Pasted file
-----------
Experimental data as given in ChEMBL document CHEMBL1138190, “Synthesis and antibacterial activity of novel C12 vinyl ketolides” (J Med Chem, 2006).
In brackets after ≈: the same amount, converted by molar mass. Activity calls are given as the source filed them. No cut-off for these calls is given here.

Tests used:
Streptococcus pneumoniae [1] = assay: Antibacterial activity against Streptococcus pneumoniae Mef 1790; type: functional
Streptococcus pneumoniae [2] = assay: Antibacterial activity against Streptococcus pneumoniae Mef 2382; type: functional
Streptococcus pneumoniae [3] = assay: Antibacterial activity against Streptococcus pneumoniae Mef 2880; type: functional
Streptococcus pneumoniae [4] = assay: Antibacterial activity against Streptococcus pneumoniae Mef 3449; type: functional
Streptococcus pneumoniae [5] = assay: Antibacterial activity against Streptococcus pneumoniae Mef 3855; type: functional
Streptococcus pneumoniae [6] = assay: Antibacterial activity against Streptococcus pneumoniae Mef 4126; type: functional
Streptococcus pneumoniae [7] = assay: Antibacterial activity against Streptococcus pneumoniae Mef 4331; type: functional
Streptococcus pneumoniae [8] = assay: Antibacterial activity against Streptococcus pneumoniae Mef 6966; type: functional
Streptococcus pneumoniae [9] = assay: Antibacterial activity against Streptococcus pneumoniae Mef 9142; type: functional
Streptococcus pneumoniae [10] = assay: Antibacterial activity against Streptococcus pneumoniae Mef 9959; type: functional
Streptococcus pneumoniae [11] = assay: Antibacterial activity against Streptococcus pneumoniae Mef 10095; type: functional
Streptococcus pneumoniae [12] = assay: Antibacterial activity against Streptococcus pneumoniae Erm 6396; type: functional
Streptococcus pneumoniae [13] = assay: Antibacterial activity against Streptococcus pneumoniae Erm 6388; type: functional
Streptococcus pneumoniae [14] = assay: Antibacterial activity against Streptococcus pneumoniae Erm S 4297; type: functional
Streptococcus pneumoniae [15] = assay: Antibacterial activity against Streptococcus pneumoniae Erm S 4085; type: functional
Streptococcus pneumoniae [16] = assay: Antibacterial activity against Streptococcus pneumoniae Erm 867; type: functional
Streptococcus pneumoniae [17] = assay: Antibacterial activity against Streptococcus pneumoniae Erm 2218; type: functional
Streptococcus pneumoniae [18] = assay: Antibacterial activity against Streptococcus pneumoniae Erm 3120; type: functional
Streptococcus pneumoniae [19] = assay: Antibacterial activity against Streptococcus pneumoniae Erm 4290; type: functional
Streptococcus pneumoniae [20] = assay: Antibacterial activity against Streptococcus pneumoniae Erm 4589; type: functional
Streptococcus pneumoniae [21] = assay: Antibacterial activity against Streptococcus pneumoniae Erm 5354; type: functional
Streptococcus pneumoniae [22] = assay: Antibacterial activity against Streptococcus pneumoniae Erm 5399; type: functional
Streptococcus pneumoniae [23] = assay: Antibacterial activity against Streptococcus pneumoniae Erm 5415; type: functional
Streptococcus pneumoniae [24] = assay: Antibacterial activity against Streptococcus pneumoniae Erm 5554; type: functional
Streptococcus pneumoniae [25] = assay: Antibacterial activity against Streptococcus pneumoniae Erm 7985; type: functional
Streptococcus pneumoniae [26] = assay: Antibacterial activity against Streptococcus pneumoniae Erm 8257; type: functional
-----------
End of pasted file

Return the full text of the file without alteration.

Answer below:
Experimental data as given in ChEMBL document CHEMBL1138190, “Synthesis and antibacterial activity of novel C12 vinyl ketolides” (J Med Chem, 2006).
In brackets after ≈: the same amount, converted by molar mass. Activity calls are given as the source filed them. No cut-off for these calls is given here.

Tests used:
Streptococcus pneumoniae [1] = assay: Antibacterial activity against Streptococcus pneumoniae Mef 1790; type: functional
Streptococcus pneumoniae [2] = assay: Antibacterial activity against Streptococcus pneumoniae Mef 2382; type: functional
Streptococcus pneumoniae [3] = assay: Antibacterial activity against Streptococcus pneumoniae Mef 2880; type: functional
Streptococcus pneumoniae [4] = assay: Antibacterial activity against Streptococcus pneumoniae Mef 3449; type: functional
Streptococcus pneumoniae [5] = assay: Antibacterial activity against Streptococcus pneumoniae Mef 3855; type: functional
Streptococcus pneumoniae [6] = assay: Antibacterial activity against Streptococcus pneumoniae Mef 4126; type: functional
Streptococcus pneumoniae [7] = assay: Antibacterial activity against Streptococcus pneumoniae Mef 4331; type: functional
Streptococcus pneumoniae [8] = assay: Antibacterial activity against Streptococcus pneumoniae Mef 6966; type: functional
Streptococcus pneumoniae [9] = assay: Antibacterial activity against Streptococcus pneumoniae Mef 9142; type: functional
Streptococcus pneumoniae [10] = assay: Antibacterial activity against Streptococcus pneumoniae Mef 9959; type: functional
Streptococcus pneumoniae [11] = assay: Antibacterial activity against Streptococcus pneumoniae Mef 10095; type: functional
Streptococcus pneumoniae [12] = assay: Antibacterial activity against Streptococcus pneumoniae Erm 6396; type: functional
Streptococcus pneumoniae [13] = assay: Antibacterial activity against Streptococcus pneumoniae Erm 6388; type: functional
Streptococcus pneumoniae [14] = assay: Antibacterial activity against Streptococcus pneumoniae Erm S 4297; type: functional
Streptococcus pneumoniae [15] = assay: Antibacterial activity against Streptococcus pneumoniae Erm S 4085; type: functional
Streptococcus pneumoniae [16] = assay: Antibacterial activity against Streptococcus pneumoniae Erm 867; type: functional
Streptococcus pneumoniae [17] = assay: Antibacterial activity against Streptococcus pneumoniae Erm 2218; type: functional
Streptococcus pneumoniae [18] = assay: Antibacterial activity against Streptococcus pneumoniae Erm 3120; type: functional
Streptococcus pneumoniae [19] = assay: Antibacterial activity against Streptococcus pneumoniae Erm 4290; type: functional
Streptococcus pneumoniae [20] = assay: Antibacterial activity against Streptococcus pneumoniae Erm 4589; type: functional
Streptococcus pneumoniae [21] = assay: Antibacterial activity against Streptococcus pneumoniae Erm 5354; type: functional
Streptococcus pneumoniae [22] = assay: Antibacterial activity against Streptococcus pneumoniae Erm 5399; type: functional
Streptococcus pneumoniae [23] = assay: Antibacterial activity against Streptococcus pneumoniae Erm 5415; type: functional
Streptococcus pneumoniae [24] = assay: Antibacterial activity against Streptococcus pneumoniae Erm 5554; type: functional
Streptococcus pneumoniae [25] = assay: Antibacterial activity against Streptococcus pneumoniae Erm 7985; type: functional
Streptococcus pneumoniae [26] = assay: Antibacterial activity against Streptococcus pneumoniae Erm 8257; type: functional